Although pro cyclists routinely get somewhat dehydrated during races, we rarely read about cramps in the peloton. In lab experiments, dehydration has been shown not to cause cramps.
For more read my column on 12 Myths About Hydration.
What to do During the Event
Pre-hydrate. The week before your event check yourself for signs of dehydration:
- Thirst. This is the most obvious and as noted above you’re already dehydrated before you feel thirsty.
- Pinch and release the skin on the back of your hand or forearm. If your skin stays pinched for a few seconds instead of immediately becoming normal, then you probably need more fluids.
- Urinating. If you’re not urinating every two or three hours you probably need more fluid. However, dark urine isn’t a sign of dehydration.
- Mood swings. Studies suggest even mild dehydration could make you more irritable and even anxious.
- Lightheadedness: If you feel dizzy after standing up, you are probably are dehydrated. You get dizzy or lightheaded when your brain isn’t getting enough blood. AS you get dehydrated the volume of your blood decreases lowering your blood pressure causing lightheadedness.
[New York Times 5 Signs You Might Be Dehydrated]
If you have any of these get more fluids until the signs go away. In addition to beverages, oranges, strawberries, watermelon and even lettuce are primarily water.
Another useful article is How Much Water Do You Actually Need from the New York Times.
Carbo-load. As noted above your body can only store about 1800 calories of glycogen from carbs. Before a big ride it’s critical to ensure your fuel tank is full of glycogen. The week before your event increase the proportion of carbs in your diet:
- 70-75% of total calories from carbohydrate
- 15-20% of total calories from fat
- 10% of total calories from protein
- Your plate should be covered primarily with carbs. When you increase the carbs be careful not to also increase fats such as pasta sauces.
Carbo-loading also helps with hydration. With every gram of glycogen (from carbs) your body stores your body also stores three to four grams of water. This is why you gain weight when you carbo-load.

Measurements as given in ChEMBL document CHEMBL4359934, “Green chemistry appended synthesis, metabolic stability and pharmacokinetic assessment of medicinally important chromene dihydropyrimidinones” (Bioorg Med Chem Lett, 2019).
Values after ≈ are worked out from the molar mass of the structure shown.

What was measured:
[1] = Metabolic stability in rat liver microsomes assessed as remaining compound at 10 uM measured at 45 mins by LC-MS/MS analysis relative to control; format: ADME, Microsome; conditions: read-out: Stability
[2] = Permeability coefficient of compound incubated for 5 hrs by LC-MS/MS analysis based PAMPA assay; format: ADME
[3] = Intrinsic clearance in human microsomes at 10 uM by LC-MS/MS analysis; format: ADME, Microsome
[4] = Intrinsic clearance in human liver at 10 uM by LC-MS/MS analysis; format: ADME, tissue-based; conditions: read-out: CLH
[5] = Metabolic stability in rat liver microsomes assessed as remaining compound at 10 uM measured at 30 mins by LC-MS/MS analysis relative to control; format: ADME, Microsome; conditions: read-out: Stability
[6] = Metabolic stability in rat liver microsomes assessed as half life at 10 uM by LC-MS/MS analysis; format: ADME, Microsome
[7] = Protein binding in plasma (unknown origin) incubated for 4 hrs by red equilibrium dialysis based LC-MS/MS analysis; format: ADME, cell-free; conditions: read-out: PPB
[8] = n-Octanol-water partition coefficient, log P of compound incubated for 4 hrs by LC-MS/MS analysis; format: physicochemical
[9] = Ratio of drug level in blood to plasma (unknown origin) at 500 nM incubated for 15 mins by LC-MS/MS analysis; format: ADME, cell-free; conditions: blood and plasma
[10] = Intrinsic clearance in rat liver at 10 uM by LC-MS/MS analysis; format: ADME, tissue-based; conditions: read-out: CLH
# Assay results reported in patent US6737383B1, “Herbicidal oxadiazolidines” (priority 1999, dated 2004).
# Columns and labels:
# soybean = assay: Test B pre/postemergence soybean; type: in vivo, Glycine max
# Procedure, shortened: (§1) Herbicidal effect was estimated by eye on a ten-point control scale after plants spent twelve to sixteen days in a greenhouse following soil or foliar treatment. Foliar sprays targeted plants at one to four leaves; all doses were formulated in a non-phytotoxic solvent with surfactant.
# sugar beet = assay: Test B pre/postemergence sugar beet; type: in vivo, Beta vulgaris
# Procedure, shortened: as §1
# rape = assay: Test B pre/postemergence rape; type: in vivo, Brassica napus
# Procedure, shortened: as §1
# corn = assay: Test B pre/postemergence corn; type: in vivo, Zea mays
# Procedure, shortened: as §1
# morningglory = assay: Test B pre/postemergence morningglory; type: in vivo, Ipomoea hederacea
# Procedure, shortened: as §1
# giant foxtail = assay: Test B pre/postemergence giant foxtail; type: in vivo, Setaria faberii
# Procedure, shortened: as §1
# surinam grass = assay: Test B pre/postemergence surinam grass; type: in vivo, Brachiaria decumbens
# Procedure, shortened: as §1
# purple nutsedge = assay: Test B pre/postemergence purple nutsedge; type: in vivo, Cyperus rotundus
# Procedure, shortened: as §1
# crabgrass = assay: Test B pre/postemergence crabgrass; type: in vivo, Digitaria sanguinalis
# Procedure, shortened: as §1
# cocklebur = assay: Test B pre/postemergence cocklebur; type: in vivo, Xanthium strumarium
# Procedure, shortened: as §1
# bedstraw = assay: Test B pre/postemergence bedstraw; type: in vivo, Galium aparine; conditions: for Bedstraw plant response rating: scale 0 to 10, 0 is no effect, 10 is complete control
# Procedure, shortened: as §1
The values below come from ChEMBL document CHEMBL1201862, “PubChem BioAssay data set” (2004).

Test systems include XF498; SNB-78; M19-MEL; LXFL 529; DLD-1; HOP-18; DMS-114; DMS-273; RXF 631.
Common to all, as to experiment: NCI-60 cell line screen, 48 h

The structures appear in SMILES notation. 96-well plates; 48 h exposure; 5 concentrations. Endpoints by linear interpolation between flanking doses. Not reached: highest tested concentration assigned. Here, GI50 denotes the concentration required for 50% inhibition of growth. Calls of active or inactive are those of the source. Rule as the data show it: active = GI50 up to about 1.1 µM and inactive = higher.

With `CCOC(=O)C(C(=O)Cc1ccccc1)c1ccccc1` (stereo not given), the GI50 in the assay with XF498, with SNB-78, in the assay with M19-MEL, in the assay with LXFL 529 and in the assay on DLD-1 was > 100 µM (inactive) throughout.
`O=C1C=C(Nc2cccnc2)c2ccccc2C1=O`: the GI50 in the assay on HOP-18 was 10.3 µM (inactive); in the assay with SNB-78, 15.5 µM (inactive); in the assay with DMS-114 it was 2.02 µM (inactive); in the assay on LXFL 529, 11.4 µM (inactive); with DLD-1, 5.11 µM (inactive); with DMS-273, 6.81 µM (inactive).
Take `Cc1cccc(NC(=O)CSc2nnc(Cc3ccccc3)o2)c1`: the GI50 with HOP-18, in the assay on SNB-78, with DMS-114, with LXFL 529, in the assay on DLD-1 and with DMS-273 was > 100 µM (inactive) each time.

For more information see my column on Carbo-Loading for Endurance Athletes
Eat carbs during the ride. Your body has plenty fat to get you to the finish line but not enough glycogen. You can only carry a limited amount of food so carry carbs. The above list of gels and bars has the percentage of carbs per item. Real food often has a higher percentage of carbs. Here are a few examples:
- Banana, medium — about 110 total calories, 100 calories (91%) from carbs.
- Fig Newtons, 2 —about 110 total calories, 90 calories (82%) from carbs.
- Bagel, plain, 1 — about 290 total calories, 230 calories (79%) from carbs.
- Granola bar, average, 1 — about 115 total calories, 90 calories (78%) from carbs.
A nutrition label is required on every food product except fresh fruit. The label gives information per serving. Check what one serving is — it may be smaller than you usually eat. The label gives you total calories per serving and total grams of carbs per serving. One gram of carbs = 4 calories. For example, a 2.25” diameter (0.4 oz.) chocolate chip cookie has a total of 48 calories. It has 6.7 grams of carbs. 6.7 gm X 4 calories = 26.8 calories of carbs, only 55% of the total calories. The bananas, Fig Newtons, bagels and granola bars all have higher percentages of carbs and are better choices – as long as you like them!
Calorie King is an excellent resource to look up nutritional information for specific products.
Drink carbs during the ride. Sports drinks are another good source of calories. Although the serving sizes vary all of these have about the same calories per fluid ounce.
- Gatorade, 20 fl. oz. — 140 calories, all carbs